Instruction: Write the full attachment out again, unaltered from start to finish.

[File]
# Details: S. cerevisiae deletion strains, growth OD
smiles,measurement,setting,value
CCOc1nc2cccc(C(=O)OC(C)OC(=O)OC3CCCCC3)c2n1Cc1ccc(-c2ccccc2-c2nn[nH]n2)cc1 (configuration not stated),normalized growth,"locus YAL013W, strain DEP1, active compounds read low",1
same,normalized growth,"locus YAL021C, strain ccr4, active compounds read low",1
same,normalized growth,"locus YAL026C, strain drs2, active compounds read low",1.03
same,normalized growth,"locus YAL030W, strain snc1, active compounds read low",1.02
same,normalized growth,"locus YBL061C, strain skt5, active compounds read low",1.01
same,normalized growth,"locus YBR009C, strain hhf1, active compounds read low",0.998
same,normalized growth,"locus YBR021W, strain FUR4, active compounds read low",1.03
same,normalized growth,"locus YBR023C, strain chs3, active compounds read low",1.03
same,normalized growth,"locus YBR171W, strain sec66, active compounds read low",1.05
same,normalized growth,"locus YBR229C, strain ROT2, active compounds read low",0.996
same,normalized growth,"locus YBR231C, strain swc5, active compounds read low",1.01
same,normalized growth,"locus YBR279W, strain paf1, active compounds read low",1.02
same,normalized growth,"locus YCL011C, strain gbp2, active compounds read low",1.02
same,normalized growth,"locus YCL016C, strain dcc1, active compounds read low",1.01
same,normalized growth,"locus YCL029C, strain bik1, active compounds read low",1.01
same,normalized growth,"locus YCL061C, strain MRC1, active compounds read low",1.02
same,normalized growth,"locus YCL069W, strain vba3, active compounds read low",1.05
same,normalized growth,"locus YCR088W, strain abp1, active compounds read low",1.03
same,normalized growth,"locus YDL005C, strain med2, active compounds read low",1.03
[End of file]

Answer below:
# Details: S. cerevisiae deletion strains, growth OD
smiles,measurement,setting,value
CCOc1nc2cccc(C(=O)OC(C)OC(=O)OC3CCCCC3)c2n1Cc1ccc(-c2ccccc2-c2nn[nH]n2)cc1 (configuration not stated),normalized growth,"locus YAL013W, strain DEP1, active compounds read low",1
same,normalized growth,"locus YAL021C, strain ccr4, active compounds read low",1
same,normalized growth,"locus YAL026C, strain drs2, active compounds read low",1.03
same,normalized growth,"locus YAL030W, strain snc1, active compounds read low",1.02
same,normalized growth,"locus YBL061C, strain skt5, active compounds read low",1.01
same,normalized growth,"locus YBR009C, strain hhf1, active compounds read low",0.998
same,normalized growth,"locus YBR021W, strain FUR4, active compounds read low",1.03
same,normalized growth,"locus YBR023C, strain chs3, active compounds read low",1.03
same,normalized growth,"locus YBR171W, strain sec66, active compounds read low",1.05
same,normalized growth,"locus YBR229C, strain ROT2, active compounds read low",0.996
same,normalized growth,"locus YBR231C, strain swc5, active compounds read low",1.01
same,normalized growth,"locus YBR279W, strain paf1, active compounds read low",1.02
same,normalized growth,"locus YCL011C, strain gbp2, active compounds read low",1.02
same,normalized growth,"locus YCL016C, strain dcc1, active compounds read low",1.01
same,normalized growth,"locus YCL029C, strain bik1, active compounds read low",1.01
same,normalized growth,"locus YCL061C, strain MRC1, active compounds read low",1.02
same,normalized growth,"locus YCL069W, strain vba3, active compounds read low",1.05
same,normalized growth,"locus YCR088W, strain abp1, active compounds read low",1.03
same,normalized growth,"locus YDL005C, strain med2, active compounds read low",1.03